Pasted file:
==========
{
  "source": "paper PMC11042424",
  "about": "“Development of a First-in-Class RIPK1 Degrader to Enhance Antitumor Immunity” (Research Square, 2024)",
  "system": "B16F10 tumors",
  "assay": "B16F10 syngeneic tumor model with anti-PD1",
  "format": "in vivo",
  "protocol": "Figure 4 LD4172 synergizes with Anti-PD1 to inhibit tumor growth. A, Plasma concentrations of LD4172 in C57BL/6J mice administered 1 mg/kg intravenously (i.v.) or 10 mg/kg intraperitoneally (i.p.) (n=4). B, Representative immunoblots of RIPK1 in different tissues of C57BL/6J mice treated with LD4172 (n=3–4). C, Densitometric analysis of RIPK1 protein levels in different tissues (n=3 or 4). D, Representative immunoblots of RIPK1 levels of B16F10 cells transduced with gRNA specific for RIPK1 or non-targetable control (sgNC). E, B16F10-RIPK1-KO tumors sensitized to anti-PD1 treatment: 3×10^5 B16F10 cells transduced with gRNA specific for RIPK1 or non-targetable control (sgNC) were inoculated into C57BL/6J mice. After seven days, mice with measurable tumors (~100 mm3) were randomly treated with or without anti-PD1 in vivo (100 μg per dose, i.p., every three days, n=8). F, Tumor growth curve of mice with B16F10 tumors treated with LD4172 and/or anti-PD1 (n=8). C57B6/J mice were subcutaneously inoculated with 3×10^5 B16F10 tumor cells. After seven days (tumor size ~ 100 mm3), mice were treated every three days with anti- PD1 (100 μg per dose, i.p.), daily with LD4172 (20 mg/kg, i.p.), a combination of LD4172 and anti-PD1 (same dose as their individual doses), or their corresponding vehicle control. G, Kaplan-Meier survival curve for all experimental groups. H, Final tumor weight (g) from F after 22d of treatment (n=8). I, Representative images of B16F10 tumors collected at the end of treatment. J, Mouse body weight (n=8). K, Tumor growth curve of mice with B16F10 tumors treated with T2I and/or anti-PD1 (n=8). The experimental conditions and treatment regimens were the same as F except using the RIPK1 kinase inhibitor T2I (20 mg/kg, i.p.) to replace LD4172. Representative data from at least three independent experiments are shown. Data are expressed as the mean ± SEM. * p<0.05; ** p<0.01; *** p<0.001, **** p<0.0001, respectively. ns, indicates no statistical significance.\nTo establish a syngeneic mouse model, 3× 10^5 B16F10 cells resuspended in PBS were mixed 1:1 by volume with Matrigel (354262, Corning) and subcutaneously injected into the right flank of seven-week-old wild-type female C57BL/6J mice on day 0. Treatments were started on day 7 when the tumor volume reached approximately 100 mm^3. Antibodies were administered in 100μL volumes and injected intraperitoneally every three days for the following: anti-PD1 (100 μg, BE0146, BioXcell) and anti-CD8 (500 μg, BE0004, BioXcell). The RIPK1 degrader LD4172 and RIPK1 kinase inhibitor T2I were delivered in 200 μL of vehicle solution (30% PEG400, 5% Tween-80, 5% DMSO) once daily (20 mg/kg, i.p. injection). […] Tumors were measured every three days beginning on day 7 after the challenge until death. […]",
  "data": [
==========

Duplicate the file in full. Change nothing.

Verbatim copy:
{
  "source": "paper PMC11042424",
  "about": "“Development of a First-in-Class RIPK1 Degrader to Enhance Antitumor Immunity” (Research Square, 2024)",
  "system": "B16F10 tumors",
  "assay": "B16F10 syngeneic tumor model with anti-PD1",
  "format": "in vivo",
  "protocol": "Figure 4 LD4172 synergizes with Anti-PD1 to inhibit tumor growth. A, Plasma concentrations of LD4172 in C57BL/6J mice administered 1 mg/kg intravenously (i.v.) or 10 mg/kg intraperitoneally (i.p.) (n=4). B, Representative immunoblots of RIPK1 in different tissues of C57BL/6J mice treated with LD4172 (n=3–4). C, Densitometric analysis of RIPK1 protein levels in different tissues (n=3 or 4). D, Representative immunoblots of RIPK1 levels of B16F10 cells transduced with gRNA specific for RIPK1 or non-targetable control (sgNC). E, B16F10-RIPK1-KO tumors sensitized to anti-PD1 treatment: 3×10^5 B16F10 cells transduced with gRNA specific for RIPK1 or non-targetable control (sgNC) were inoculated into C57BL/6J mice. After seven days, mice with measurable tumors (~100 mm3) were randomly treated with or without anti-PD1 in vivo (100 μg per dose, i.p., every three days, n=8). F, Tumor growth curve of mice with B16F10 tumors treated with LD4172 and/or anti-PD1 (n=8). C57B6/J mice were subcutaneously inoculated with 3×10^5 B16F10 tumor cells. After seven days (tumor size ~ 100 mm3), mice were treated every three days with anti- PD1 (100 μg per dose, i.p.), daily with LD4172 (20 mg/kg, i.p.), a combination of LD4172 and anti-PD1 (same dose as their individual doses), or their corresponding vehicle control. G, Kaplan-Meier survival curve for all experimental groups. H, Final tumor weight (g) from F after 22d of treatment (n=8). I, Representative images of B16F10 tumors collected at the end of treatment. J, Mouse body weight (n=8). K, Tumor growth curve of mice with B16F10 tumors treated with T2I and/or anti-PD1 (n=8). The experimental conditions and treatment regimens were the same as F except using the RIPK1 kinase inhibitor T2I (20 mg/kg, i.p.) to replace LD4172. Representative data from at least three independent experiments are shown. Data are expressed as the mean ± SEM. * p<0.05; ** p<0.01; *** p<0.001, **** p<0.0001, respectively. ns, indicates no statistical significance.\nTo establish a syngeneic mouse model, 3× 10^5 B16F10 cells resuspended in PBS were mixed 1:1 by volume with Matrigel (354262, Corning) and subcutaneously injected into the right flank of seven-week-old wild-type female C57BL/6J mice on day 0. Treatments were started on day 7 when the tumor volume reached approximately 100 mm^3. Antibodies were administered in 100μL volumes and injected intraperitoneally every three days for the following: anti-PD1 (100 μg, BE0146, BioXcell) and anti-CD8 (500 μg, BE0004, BioXcell). The RIPK1 degrader LD4172 and RIPK1 kinase inhibitor T2I were delivered in 200 μL of vehicle solution (30% PEG400, 5% Tween-80, 5% DMSO) once daily (20 mg/kg, i.p. injection). […] Tumors were measured every three days beginning on day 7 after the challenge until death. […]",
  "data": [